When we read further in Genesis 18, we learn of the Lord’s promise that Sarah would expect a son. Then the three men went on toward Sodom, and Abraham accompanied them. As they set out and turned toward the city, the Lord began to tell of His plan: “The LORD said, ‘Shall I hide from Abraham what I am about to do?’” (v. 17).

The words of our Lord are another display of grace. God, whose greatness is unfathomable, whose majesty shines gloriously: His rule endures through all generations. And we, the children of men, are like a breath; our days like a fleeting shadow. “What is man that you are mindful of him, and the son of man that you care for him?” (Psalm 8:4; cf. Heb 2:6). He pays so much attention to us humans that He reveals His counsel to us in His Word—something He doesn’t have to do.

What doesn’t He show us in His Word! He lets us know what will happen to humanity and Israel in the future. The Bible tells of the end times. It’s not fear-mongering, as has often been preached and discussed. It’s grace, grace to know that our Lord is coming again and what that will bring. It’s how we can warn our fellow human beings. It was the same with God’s friend, Abraham. “Shall I hide from Abraham what 

I am about to do?”

Jesus Christ says, “No longer do I call you servants, for the servant does not know what his master is doing; but I have called you friends, for all that I have heard from my Father I have made known to you” (John 15:15). First, Jesus revealed the divine plan to His disciples. This has now been recorded in the Bible, and we can read it any time; thus, He has revealed it to us as well. 

And so the Lord told Abraham about His plan: “Then the LORD said, ‘Because the outcry against Sodom and Gomorrah is great and their sin is very grave, I will go down to see whether they have done altogether according to the outcry that has come to me. And if not, I will know.’ So the men turned from there and went toward Sodom, but Abraham still stood before the LORD. Then Abraham drew near and said, ‘Will you indeed sweep away the righteous with the wicked?’” (Gen 18:20-23).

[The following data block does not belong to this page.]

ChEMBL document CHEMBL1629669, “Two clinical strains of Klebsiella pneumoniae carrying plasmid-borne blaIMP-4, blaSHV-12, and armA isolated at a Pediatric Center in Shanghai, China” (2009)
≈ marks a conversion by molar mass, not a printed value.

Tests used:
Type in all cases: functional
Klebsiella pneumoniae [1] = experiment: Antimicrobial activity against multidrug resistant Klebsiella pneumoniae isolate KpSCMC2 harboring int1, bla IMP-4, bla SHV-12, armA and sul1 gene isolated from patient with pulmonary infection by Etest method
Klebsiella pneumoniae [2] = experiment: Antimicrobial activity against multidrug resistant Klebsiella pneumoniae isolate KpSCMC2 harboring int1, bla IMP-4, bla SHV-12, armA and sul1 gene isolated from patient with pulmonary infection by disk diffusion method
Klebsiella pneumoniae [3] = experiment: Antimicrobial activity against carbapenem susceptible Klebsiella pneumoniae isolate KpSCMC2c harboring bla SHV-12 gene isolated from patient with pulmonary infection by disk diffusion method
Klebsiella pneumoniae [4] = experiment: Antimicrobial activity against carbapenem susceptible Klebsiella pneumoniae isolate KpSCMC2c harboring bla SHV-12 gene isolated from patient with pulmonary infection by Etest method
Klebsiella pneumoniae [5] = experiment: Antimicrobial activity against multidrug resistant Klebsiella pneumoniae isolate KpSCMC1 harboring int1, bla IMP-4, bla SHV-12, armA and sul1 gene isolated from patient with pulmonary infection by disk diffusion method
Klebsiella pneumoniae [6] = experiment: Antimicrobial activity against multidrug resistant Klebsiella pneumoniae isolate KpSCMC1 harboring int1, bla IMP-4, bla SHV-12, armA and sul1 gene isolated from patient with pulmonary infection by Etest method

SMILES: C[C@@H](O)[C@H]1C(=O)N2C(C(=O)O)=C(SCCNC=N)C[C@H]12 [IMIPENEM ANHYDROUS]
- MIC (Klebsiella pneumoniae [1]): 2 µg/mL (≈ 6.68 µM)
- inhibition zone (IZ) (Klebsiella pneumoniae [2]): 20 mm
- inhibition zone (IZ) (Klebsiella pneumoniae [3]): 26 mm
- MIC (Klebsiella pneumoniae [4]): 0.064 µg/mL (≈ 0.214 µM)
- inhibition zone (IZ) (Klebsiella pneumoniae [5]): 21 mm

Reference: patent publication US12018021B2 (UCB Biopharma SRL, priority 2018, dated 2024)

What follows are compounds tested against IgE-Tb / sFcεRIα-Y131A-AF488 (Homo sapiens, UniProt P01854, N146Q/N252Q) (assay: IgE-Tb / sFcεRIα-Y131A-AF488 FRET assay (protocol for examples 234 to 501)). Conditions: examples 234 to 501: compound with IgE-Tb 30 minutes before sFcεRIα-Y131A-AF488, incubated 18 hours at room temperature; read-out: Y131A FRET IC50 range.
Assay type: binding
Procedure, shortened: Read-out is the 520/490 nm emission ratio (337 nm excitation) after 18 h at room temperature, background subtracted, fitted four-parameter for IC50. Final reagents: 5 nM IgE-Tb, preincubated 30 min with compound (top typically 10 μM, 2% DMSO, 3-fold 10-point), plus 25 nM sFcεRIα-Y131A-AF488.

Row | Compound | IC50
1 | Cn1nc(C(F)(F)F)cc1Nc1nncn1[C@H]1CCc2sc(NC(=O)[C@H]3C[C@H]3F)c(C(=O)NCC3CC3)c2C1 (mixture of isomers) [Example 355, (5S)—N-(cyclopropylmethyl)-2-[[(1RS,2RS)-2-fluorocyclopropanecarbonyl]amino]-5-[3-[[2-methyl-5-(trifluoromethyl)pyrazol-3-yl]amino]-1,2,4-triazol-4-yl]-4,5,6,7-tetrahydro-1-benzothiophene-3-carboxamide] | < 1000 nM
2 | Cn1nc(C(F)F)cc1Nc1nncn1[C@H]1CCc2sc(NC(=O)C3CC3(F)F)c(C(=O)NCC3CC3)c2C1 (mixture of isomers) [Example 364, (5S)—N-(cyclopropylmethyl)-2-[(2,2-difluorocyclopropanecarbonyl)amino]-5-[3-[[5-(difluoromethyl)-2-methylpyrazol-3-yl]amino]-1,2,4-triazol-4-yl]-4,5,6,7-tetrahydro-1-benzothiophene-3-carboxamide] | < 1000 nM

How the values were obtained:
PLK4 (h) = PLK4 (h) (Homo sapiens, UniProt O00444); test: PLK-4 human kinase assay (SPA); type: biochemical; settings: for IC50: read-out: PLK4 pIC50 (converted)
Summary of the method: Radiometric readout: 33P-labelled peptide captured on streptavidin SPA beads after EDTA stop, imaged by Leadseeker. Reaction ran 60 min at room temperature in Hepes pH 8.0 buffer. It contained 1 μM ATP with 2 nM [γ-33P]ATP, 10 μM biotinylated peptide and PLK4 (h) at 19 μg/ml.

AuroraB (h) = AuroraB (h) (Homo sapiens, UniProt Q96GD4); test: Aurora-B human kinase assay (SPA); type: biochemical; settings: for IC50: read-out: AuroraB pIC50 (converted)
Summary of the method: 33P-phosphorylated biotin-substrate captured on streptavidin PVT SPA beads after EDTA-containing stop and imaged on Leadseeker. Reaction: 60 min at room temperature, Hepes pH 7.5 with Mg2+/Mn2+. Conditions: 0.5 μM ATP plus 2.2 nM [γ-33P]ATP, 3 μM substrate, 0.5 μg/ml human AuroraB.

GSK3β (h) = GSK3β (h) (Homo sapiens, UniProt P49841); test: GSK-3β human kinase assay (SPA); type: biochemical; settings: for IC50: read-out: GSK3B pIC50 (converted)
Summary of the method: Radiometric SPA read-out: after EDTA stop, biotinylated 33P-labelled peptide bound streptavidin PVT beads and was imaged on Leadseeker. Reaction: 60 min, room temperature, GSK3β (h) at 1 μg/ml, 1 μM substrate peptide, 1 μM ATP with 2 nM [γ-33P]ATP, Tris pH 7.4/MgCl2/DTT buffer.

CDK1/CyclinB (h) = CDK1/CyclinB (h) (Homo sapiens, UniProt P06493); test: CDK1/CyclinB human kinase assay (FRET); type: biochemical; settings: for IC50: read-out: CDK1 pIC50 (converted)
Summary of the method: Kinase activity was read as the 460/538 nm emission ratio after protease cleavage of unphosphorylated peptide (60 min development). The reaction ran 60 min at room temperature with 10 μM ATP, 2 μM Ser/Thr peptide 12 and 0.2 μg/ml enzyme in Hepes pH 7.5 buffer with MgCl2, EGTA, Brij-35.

Abraham had served the Lord beforehand. He had run from corner to corner, with everything being done quickly. Now Abraham was standing still in awe before the Lord, making wonderful intercession. How Abraham pleaded! William MacDonald writes:

“After the LORD revealed to Abraham that He was going to destroy Sodom, and while the two angels were walking toward that city, Abraham’s great intercessory countdown began— fifty … forty-five … forty … thirty … twenty … ten. Even for ten righteous people the Lord would not destroy Sodom! Abraham’s prayer is a wonderful example of effectual intercession. It was based on the righteous character of the Judge of all the earth (v. 25) and evidenced that boldness, yet deep humility which only an intimate knowledge of God can give. Only when Abraham stopped pleading did the Lord close the matter and depart (v. 33).”

God listened to Abraham until the end. Only after the prayer was finished did He move on. Our Lord always makes time for His children. Abraham acted as an advocate. An advocate must know the Lord personally and obey His will. They must be close to Him. When Abraham began to pray, he didn’t just remain in place—no, he moved closer to the Lord. Proximity to our God is crucial, because that makes us cognizant of the prayer requests on our hearts. This enlivens our prayer life.

Abraham knew much more about the dire future of Sodom than the people of the city, Lot included. Only the one who aligns himself with the Lord and His Word knows God’s “secrets.” And Abraham cared about the righteous Lot and his family. He had to spread these heavy burdens before the Lord. This, of course, reminds us of Jesus Christ, who is our Advocate. Indeed, our Lord’s present ministry, at the right hand of our Heavenly Father, is intercession for all believers. “Who is to condemn? Christ Jesus is the one who died—more than that, who was raised—who is at the right hand of God, who indeed is interceding for us” (Rom 8:34).

How often do we come before the Lord for others? Do we intercede for those in need? For believers struggling with sin? It is when we intercede for our fellow men that we are especially like our Lord.

Abraham served the Lord when He was his guest. We also see how he served the believers (Lot and his family) through intercession. Furthermore, God had appointed him to “command his children ... to keep the way of the LORD” (Gen 18:19). Abraham also served his family. He was a servant who lived a devoted life. Spiritual matters came first. That is exactly what defines a friend of God like Abraham.

News From Israel - 10/2021